Reed Smith Client Alerts

Authors: Ann V. Kramer Kateri T. Persinger Michael H. Sampson

Type: Client Alerts

American International Group, Inc. (“AIG”) recently announced that it entered into a significant reinsurance agreement with a subsidiary of Berkshire Hathaway Inc. (“Berkshire”). Reportedly, that agreement “covers 80% of substantially all of AIG’s U.S. Commercial long-tail exposures for accident years 2015 and prior.” While AIG states that it “will retain sole authority to handle and resolve claims,” the details of the arrangement, by which the Berkshire subsidiary “has various access, association and consultation rights,” remain far from clear. The involvement of the Berkshire subsidiary and any other related Berkshire entities, which have routinely put their economic interests ahead of their insureds’, should give policyholders pause. Policyholders should remain vigilant and cautious.

American International Group, Inc. (“AIG”) recently announced that it entered into a significant reinsurance agreement with National Indemnity Company (“NICO”), a subsidiary of Berkshire Hathaway Inc. (“Berkshire”). According to an AIG press release, “The agreement covers 80% of substantially all of AIG’s U.S. Commercial long-tail exposures for accident years 2015 and prior, which includes the largest part of AIG’s U.S. casualty exposures during that period.” The most significant group of claims likely to be covered by this agreement are environmental claims -- since AIG already ceded its asbestos liabilities to NICO in 2011 via a separate agreement.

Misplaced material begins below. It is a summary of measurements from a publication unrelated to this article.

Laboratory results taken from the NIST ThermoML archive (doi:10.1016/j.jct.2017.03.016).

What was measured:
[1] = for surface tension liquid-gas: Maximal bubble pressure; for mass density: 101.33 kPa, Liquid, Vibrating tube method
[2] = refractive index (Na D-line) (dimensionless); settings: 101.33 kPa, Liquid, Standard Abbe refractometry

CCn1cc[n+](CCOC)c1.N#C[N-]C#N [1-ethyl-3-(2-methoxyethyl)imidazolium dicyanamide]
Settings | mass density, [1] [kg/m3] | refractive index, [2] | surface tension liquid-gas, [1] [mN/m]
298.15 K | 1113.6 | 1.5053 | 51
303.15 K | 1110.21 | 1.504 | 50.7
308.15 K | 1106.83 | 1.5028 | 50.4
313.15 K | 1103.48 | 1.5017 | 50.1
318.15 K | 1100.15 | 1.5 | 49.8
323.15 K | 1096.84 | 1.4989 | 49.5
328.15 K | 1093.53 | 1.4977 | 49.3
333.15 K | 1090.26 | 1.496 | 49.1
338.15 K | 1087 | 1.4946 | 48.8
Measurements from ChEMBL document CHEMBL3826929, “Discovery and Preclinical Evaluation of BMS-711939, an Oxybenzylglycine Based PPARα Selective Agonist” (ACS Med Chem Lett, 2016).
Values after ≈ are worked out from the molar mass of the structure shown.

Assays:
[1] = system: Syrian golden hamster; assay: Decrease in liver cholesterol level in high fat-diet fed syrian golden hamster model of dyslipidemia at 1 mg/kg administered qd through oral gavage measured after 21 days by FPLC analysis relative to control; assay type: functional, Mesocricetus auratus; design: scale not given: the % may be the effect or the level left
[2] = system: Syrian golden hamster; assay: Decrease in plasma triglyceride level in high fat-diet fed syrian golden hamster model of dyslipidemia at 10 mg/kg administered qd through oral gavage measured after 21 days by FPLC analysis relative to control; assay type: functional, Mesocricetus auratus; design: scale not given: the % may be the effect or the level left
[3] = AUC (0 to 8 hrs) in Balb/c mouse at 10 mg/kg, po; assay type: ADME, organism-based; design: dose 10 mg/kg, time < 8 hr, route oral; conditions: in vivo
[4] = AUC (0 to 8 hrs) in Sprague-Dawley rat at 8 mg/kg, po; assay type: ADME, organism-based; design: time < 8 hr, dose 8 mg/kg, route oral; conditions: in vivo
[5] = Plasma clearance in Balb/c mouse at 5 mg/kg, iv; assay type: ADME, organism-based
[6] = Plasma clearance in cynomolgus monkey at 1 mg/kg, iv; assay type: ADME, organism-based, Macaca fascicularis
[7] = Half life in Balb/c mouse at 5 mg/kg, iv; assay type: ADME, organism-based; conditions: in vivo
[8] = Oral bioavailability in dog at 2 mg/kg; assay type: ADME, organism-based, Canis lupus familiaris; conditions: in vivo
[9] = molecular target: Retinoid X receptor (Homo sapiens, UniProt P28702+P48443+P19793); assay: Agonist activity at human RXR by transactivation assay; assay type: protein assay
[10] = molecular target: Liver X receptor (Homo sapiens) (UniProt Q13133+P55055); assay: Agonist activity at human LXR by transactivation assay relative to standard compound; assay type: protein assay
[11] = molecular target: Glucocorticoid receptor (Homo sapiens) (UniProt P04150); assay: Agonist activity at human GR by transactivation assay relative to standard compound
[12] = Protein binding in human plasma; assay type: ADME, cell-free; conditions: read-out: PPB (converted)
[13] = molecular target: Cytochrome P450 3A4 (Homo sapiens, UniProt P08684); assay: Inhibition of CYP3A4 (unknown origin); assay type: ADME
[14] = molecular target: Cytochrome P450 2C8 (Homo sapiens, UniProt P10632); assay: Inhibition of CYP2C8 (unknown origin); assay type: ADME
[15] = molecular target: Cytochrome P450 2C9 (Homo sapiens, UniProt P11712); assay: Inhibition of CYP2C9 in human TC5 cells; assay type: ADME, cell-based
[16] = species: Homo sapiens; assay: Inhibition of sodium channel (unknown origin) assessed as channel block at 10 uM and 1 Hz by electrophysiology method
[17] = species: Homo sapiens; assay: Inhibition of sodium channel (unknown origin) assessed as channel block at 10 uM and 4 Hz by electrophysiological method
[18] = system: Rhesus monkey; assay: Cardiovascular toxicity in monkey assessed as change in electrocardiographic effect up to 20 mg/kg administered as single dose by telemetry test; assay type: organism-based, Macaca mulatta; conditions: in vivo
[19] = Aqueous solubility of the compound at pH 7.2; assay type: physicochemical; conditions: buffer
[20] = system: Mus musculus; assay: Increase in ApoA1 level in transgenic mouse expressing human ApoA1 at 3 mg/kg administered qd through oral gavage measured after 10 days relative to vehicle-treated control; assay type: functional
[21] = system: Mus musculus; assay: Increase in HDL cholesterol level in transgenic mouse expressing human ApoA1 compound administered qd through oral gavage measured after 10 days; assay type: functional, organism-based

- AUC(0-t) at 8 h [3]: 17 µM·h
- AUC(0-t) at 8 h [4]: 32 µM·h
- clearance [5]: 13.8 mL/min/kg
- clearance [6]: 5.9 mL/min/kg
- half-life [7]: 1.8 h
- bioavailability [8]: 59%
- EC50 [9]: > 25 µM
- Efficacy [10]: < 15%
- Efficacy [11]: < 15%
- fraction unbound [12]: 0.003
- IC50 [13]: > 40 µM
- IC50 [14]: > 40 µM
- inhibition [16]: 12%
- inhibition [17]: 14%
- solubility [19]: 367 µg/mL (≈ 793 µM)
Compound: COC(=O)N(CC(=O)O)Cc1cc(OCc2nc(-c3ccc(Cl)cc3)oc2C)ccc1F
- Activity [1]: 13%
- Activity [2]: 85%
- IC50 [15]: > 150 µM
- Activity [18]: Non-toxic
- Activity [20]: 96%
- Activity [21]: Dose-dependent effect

According to AIG, it “will retain sole authority to handle and resolve claims.” However, the press release includes an important caveat: “NICO has various access, association and consultation rights.” While the details of those rights and NICO’s involvement in claims-handling are far from clear, NICO’s involvement in claims-handling at any level should raise red flags for policyholders.

On paper, the AIG-NICO arrangement appears to differ from the traditional Berkshire model in that NICO does not assume claim control; nevertheless, policyholders must proceed with caution. Previously, many insurers have entered into reinsurance agreements with NICO under which the insurer appoints NICO to perform administrative services connected with the reinsured policies, including handling the settlement and payment of claims under those policies. Pursuant to those arrangements, NICO typically then appoints Resolute Management, Inc. (“Resolute”), a Berkshire-affiliated claims adjuster, to act as NICO’s agent to handle claims. Resolute, in turn, takes an aggressive approach to claims-handling, designed to minimize and/or delay payments under the reinsured policies and thereby maximize Berkshire’s profits. As Berkshire has publicly pronounced, it makes its money “off of the float”: The longer it can delay paying claims, the longer it can hold onto and invest the reinsurance premium, and the more money it can make.

Although it does not appear that Resolute will be directly handling claims under this new agreement with AIG, it does appear that NICO will still have some rights related to the handling and resolution of those claims. Reed Smith will continue to monitor how this arrangement actually works, and any related developments. At this time, though, given (i) NICO’s “various access, association and consultation rights,” (ii) its economic interest as the reinsurer, (iii) Berkshire’s stated business model, and (iv) past conduct by Berkshire, NICO, and Resolute, policyholders have reason to be wary. Accordingly, policyholders must remain vigilant with how claims under these reinsured AIG policies are handled.

If and when any issues arise, policyholders should consult coverage counsel promptly. Attorneys in Reed Smith’s Insurance Recovery Group have extensive, first-hand experience dealing with NICO – and Resolute – in connection with long-tail claims, and can assist policyholders in pursuing claims against those or other parties as necessary.

Client Alert 2017-032